During my sourcing work life, I’ve seen so many importer make mistakes when they do global sourcing, briefly as shown in the following:

Mistake 1 – No Defined Strategy

No matter where you’re sourcing from, you need a well-defined strategy. Without one, it can cause chaos for your business. For example, if you expand into an overseas market without a strategy, the cost of the product could be too high or the wrong product altogether, which leads to little to no sales. This leads quickly to a sinking business before it even leaves the harbor.

When sourcing globally, consider the following tactics to create a well-rounded strategy:

(1) Identify suppliers

(2) Vet and validate suppliers

(3) Insure payment capabilities

(4) Review quality control processes and metrics

(5) Determine sourcing method

Mistake 2 – No Defined Standards 

What’re your business standards when it comes to products or materials? Know the answer to this question prior to inquiring sourcing companies. This will give you a metric to measure the sourcing company’s product against before you purchase inventory.

Here’s a brief checklist to go through when choosing suppliers:

(1) Location – Does it matter where the supplier is located in the given region/country/territory? Does their location have a dramatic effect on price, delivery time, or otherwise?

(2) Capacity – What can choose supplier handle weekly, monthly, quarterly, annually in production capacity? Will you need to switch to or add new suppliers to the supply chain to fulfill potential growth? What will it cost to use more than one supplier or find a larger supplier in the same area/region?

(3) Quality – What are your expectations of quality from the supplier? What is the supplier’s standard of quality? Will you need to compromise quality to use chosen supplier? How consistent is supplier’s production quality?

(4) Price – What is your selling price for product? Does chosen supplier fall within a profitable range? Can you find a better supplier price elsewhere?

(5) Technology – What is the supplier’s level of technology? Will you need to compromise data to use supplier? Will supplier upgrade technology to meet your needs?

(6) Communication – How well does supplier communicate? How transparent is supplier with their process and systems? Can you candidly communicate with supplier?

Mistake 3 – Inadequate Research

It’s imperative that when you source overseas that you do your due diligence in determining if the supplier is worth the investment. A portion of your business will lean on this supplier to be a link in the supply chain. You don’t want scammers or ill-equipped systems to cost you.

Here are some general tips on researching potential suppliers:

(1) Check reviews online

(2) Search for supplier’s website

(3) Call supplier by phone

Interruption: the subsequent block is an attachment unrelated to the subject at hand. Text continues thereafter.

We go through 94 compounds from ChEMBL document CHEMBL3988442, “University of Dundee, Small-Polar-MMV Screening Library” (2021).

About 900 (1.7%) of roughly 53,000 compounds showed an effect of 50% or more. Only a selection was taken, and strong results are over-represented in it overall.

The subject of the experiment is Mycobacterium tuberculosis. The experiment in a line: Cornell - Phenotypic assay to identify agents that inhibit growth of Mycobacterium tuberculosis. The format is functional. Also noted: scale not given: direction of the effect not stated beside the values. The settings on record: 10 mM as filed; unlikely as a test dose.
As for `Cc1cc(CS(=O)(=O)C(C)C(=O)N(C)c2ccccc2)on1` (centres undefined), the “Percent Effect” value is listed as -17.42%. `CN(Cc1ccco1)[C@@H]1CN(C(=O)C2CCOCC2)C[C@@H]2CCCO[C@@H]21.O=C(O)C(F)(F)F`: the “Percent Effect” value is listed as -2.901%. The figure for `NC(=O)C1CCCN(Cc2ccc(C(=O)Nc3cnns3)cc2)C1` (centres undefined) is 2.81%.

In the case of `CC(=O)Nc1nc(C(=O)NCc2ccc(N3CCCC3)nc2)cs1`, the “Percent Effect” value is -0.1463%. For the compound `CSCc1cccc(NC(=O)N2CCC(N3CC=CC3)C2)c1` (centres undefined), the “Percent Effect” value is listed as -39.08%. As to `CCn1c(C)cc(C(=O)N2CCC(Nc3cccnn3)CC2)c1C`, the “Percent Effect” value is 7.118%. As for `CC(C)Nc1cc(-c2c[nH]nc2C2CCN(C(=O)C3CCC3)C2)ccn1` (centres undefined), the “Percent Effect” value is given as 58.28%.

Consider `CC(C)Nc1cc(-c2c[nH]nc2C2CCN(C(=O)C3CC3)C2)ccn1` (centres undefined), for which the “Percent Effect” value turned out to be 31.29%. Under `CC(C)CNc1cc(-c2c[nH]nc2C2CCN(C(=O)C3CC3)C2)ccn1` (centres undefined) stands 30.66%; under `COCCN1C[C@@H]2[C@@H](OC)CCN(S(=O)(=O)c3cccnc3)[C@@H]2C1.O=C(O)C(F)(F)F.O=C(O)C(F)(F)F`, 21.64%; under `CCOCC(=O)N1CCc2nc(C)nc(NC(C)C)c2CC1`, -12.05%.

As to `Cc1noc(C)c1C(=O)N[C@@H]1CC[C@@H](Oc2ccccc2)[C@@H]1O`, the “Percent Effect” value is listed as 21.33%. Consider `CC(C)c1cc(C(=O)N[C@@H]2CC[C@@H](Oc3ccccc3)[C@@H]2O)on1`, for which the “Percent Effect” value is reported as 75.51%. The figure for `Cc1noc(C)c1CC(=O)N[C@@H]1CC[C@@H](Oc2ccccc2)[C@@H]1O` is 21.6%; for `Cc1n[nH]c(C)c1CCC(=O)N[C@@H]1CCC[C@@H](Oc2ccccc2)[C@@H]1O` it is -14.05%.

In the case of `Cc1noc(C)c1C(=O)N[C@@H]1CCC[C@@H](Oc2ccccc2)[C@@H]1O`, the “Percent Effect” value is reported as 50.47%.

(4) Verify registration, certification, and licenses

(5) Request a copy of business license

(6) Verify supplier’s local registration

(7) Visit supplier (more than once preferably)

(8) Hire a sourcing service provider

Mistake 4 – Lack of Payment Security and Protection

Before you begin paying suppliers overseas, you need to make sure that if you have any issues with the quality of the product, you’re protected and can get your money back. Too many times, businesses will rush into a relationship with a supplier and start purchasing product to later find out the quality is subpar. When the business goes to get their money back, the lack of payment protection puts them at a loss.

Here are some ways to protect your payments and secure ways to manage quality control:

(1) Choose safe payment method

(2) Set and confirm a clear quality definition before purchasing products

(3) Purchase a sample order first

(4) Source from multiple suppliers

Mistake 5 – Skipping Written Contracts

It’s great to believe that a business’ word is their promise, but that’s not the case most of the time. A business deal without contractual obligations is a huge risk. Although a contract cannot stop a supplier from acting outside of the agreement, but it does give the business owner legal leverage if something were to go wrong. Without a contract, a supplier could deliver lousy products or delay deliveries, and there would be little to no consequences.

Here is some basic information that needs to be in a sourcing supplier contract:

(1) Involved parties

(2) Terms for samples, price, quality, logistics, and management

(3) Product definitions for quality, type, and delivery

(4) Payment agreement

(5) Breach of contract liabilities

(6) Choice of law

(7) Dispute resolution terms

(8) Arbitration clause.


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